An old phrase that’s spoken by army spouses is “Bloom where you’re planted.” Basically, we don’t really have a say in where we live, but when we get there, it’s our choice, and our responsibility to bloom.
We move to foreign countries where the locals despise us. We move to states that feel like foreign countries (that’s my shout-out to Rucker…). We move to states far away from our family. We buy houses in places where the taxes make us gag and the utility bills make us vomit a little bit. But we have the ability to take these places and within just a week or so, and a few hundred unpacked boxes, we make a home.
We bloom wherever we’re planted.
In my experience, I would argue that friendships between military spouses are a special bond that sometimes you can’t understand unless you have one. Military spouses understand what you mean when you say that you wish your husband would deploy already so you could just start the time away, that way they’re home sooner. They understand when you say that you’re tired because you heard a noise in the middle of the night that sounded like a knock, and now you can’t get back to sleep. Military spouses understand that tripping over boots in the entryway is a good thing. We bond faster, and stay friends longer. We’re forced together, strangers in a strange land, and we find our own battle buddies to wage our own little war here on the homefront.
I have been especially blessed with amazing spouse friends. It was another military wife who sat with me in those hours after Jason was injured, when I waited for news if his eyesight would be saved. It was a military spouse who held my hand in a Fort Carson parking lot when he loaded a bus after volunteering to go back. Military spouses taught me where to shop in Germany. Military spouses sat with me when morning sickness wouldn’t let me go further than the bathroom. Military spouses sat with me in stunned silence when the doc told me that something was definitely wrong with Brody. Military spouses helped me hang up signs when we lost Layla, and it was military spouses who helped me inspect my house, paint my house and move into my house. It’s been military spouses I’ve sat next to at memorials, watching our sisters suffer the unimaginable. We are a sisterhood like no other, because we endure the unspeakable together.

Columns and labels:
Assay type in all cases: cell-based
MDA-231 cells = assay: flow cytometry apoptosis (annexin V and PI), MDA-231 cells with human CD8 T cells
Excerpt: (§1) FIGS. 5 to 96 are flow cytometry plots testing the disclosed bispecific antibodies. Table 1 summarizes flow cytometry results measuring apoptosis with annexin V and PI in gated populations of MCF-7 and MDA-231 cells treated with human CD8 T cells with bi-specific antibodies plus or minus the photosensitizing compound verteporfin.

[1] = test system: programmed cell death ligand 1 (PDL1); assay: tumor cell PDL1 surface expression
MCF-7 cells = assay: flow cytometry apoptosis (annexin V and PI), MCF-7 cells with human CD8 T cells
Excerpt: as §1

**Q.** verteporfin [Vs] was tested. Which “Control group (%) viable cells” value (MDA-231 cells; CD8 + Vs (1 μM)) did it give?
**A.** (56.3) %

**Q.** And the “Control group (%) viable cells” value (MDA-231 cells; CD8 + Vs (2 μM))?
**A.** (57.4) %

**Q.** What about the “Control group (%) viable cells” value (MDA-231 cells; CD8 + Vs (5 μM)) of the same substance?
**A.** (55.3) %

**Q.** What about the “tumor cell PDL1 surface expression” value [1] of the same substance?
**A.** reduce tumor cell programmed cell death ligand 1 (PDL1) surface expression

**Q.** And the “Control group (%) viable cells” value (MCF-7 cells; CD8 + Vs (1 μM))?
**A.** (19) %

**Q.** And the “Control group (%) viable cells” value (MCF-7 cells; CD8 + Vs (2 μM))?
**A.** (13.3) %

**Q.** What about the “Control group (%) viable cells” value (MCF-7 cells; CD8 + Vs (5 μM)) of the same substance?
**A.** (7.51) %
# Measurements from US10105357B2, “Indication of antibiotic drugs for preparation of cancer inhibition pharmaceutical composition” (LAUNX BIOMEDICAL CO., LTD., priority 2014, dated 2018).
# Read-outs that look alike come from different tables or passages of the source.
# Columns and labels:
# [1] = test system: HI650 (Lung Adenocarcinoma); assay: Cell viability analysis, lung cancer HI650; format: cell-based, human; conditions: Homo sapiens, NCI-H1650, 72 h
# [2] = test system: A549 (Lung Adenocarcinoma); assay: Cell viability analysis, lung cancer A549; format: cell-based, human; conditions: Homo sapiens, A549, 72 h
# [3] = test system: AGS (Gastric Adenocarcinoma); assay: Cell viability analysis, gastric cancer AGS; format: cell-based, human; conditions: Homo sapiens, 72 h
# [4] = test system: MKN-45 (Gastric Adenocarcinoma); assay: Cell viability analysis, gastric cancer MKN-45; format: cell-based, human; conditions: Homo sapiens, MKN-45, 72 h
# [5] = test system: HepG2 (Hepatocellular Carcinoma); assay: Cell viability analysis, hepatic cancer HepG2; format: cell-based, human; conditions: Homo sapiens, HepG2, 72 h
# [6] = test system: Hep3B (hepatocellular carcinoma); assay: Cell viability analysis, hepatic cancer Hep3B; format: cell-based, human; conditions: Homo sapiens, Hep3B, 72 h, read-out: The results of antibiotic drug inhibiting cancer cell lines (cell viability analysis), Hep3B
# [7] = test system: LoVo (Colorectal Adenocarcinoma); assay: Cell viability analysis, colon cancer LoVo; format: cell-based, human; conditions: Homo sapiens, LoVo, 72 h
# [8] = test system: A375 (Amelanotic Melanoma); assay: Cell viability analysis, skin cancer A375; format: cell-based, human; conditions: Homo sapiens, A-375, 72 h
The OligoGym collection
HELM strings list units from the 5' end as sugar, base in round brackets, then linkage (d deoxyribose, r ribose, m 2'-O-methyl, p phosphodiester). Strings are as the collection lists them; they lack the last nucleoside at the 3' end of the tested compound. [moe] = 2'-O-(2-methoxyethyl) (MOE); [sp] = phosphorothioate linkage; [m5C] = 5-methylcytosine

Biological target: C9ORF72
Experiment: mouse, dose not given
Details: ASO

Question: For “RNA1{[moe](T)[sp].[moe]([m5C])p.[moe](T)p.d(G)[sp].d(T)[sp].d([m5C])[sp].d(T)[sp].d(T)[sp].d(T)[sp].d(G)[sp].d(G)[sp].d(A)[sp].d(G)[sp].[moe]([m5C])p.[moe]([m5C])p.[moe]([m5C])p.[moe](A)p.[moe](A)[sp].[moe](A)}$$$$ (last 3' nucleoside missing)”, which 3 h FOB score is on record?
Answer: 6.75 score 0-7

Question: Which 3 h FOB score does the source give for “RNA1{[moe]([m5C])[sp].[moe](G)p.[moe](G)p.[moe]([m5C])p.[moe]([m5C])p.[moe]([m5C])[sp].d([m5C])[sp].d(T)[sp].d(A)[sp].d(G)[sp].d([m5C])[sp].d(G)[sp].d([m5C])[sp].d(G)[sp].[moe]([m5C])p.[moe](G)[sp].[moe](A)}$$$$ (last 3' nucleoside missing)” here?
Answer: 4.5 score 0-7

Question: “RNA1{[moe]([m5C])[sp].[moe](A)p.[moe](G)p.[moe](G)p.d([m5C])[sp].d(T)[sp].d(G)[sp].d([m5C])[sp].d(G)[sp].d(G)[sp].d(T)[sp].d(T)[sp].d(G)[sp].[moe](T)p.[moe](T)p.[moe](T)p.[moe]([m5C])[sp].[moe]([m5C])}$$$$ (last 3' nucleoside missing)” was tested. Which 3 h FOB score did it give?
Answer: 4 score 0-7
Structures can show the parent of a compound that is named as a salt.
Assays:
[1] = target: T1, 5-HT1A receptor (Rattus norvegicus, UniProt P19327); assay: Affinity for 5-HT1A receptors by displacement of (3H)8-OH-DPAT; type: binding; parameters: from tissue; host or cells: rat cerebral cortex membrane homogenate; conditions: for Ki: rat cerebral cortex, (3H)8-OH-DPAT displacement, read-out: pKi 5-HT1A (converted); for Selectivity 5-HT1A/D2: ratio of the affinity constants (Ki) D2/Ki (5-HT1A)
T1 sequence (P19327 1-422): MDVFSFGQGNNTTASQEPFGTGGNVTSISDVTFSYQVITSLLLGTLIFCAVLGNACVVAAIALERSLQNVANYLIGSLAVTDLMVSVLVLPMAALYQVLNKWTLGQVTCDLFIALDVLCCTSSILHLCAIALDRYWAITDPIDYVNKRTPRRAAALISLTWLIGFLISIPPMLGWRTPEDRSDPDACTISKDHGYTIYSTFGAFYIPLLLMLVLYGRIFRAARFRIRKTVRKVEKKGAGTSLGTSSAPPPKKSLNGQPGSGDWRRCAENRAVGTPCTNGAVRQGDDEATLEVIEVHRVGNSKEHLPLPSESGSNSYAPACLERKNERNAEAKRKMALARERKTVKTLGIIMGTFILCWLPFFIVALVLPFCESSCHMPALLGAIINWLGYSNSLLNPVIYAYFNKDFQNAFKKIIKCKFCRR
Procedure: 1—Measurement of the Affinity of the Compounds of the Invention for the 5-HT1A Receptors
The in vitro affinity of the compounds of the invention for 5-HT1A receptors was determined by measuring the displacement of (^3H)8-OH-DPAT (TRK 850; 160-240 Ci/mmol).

Tonight, I said goodbye to my closest friend here at Fort Drum. I handed her goodies for her car ride, hugged her, wished her a safe drive and then slid into my car.
Then I cried.
The problem with Blooming where you’re planted is that we grow. We grow like vines, climbing over our obstacles, and reaching out to hold on. A lot of the time, we’re holding on to each other. So when one of us leaves, there’s a tear that takes place. A rending in our hearts, an ache in our soul. This happens so many times, so frequently that it is both a blessing and a curse. I have fabulous friends all over this world. Friends with whom I have shared countless experiences. They live in Germany, California, Alabama, Colorado, California, Kansas, New York. We are blessed to have such friends, and we are cursed to always be saying goodbye. Blessed to have such big hearts, cursed that pieces of it are taken all over the globe.
So we send our friends off to their new duty stations, and we tell them to bloom where they’re planted, because we want the best for them. We say goodbye, we console our children that they have lost another playmate, and we write another address down in pencil in our address books. Then we go about patching up the hole’s that person’s absence has left, because it’s what we do. We grow in another direction until the next PCS moves us yet again.
So to my Running Woman, I say good luck. Colorado is lucky to have you, almost as lucky as I have been to have known you. The good news is that you’re in my home territory now, so I know we’ll see each other again. Bloom where you’re planted, darling. I know you will. I know you’ll outshine every other girl there with your grace, your kindness and your sheer radiance. I’ll cry for me, because I’ll miss you, but I won’t cry for you. There are bigger and better challenges for you to tackle and now there are real mountains to climb.
And besides, nothing in the military is permanent. It’s not “goodbye,” it’s just “see you later.”
Bloom, baby, bloom!